For those not familiar with the async/await syntax that can be found in many other modern languages, async declares that a function, for loop, or with statement must be used asynchronously. To call an async function, you must either use the await keyword from another async function or call create_task() directly from the event loop, which can be grabbed from asyncio.get_event_loop() -- i.e., loop = asyncio.get_event_loop().

Additionally:

  1. async with allows awaiting async responses and file operations.
  2. async for (not used here) iterates over an asynchronous stream.

The Event Loop

Event loops are constructs inherent to asynchronous programming that allow performing tasks asynchronously. As you're reading this article, I can safely assume you're probably not too familiar with the concept. However, even if you've never written an async application, you have experience with event loops every time you use a computer. Whether your computer is listening for keyboard input, you're playing online multiplayer games, or you're browsing Reddit while you have files copying in the background, an event loop is the driving force that keeps everything working smoothly and efficiently. In its purest essence, an event loop is a process that waits around for triggers and then performs specific (programmed) actions once those triggers are met. They often return a "promise" (JavaScript syntax) or "future" (Python syntax) of some sort to denote that a task has been added. Once the task is finished, the promise or future returns a value passed back from the called function (assuming the function does return a value).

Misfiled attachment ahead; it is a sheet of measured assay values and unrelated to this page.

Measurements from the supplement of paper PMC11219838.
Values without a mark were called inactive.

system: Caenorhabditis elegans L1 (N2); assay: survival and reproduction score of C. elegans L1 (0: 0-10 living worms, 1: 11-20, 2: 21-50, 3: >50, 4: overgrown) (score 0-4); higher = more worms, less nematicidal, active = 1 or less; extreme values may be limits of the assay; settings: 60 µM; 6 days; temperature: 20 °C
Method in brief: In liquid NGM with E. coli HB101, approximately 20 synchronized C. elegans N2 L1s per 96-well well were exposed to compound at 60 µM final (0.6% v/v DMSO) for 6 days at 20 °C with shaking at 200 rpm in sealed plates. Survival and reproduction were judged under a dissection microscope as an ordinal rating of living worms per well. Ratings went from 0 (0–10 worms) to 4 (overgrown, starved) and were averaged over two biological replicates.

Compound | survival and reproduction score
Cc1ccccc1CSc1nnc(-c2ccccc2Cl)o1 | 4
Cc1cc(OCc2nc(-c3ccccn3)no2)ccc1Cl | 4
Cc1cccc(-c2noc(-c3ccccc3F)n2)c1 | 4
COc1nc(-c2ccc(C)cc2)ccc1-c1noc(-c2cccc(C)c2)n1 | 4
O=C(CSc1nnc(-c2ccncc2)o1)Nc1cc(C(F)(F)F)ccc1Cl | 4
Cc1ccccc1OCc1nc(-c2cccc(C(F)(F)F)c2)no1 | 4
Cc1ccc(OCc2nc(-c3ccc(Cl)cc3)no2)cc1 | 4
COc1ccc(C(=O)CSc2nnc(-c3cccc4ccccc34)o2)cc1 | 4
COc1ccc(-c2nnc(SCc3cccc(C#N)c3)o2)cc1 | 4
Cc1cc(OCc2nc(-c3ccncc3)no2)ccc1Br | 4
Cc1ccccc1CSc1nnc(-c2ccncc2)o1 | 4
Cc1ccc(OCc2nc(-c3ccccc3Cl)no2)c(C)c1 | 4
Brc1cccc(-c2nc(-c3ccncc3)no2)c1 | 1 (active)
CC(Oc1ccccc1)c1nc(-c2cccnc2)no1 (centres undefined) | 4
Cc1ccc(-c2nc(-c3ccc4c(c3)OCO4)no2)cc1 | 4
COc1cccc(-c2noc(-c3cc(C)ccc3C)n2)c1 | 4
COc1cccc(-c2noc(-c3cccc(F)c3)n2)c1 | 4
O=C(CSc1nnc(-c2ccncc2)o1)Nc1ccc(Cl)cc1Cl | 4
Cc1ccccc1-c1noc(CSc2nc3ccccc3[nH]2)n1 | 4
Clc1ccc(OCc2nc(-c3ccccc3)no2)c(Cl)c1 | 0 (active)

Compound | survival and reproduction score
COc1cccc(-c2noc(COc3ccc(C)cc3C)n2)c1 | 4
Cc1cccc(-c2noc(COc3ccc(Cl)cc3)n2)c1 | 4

The idea of performing a function in response to another function is called a "callback."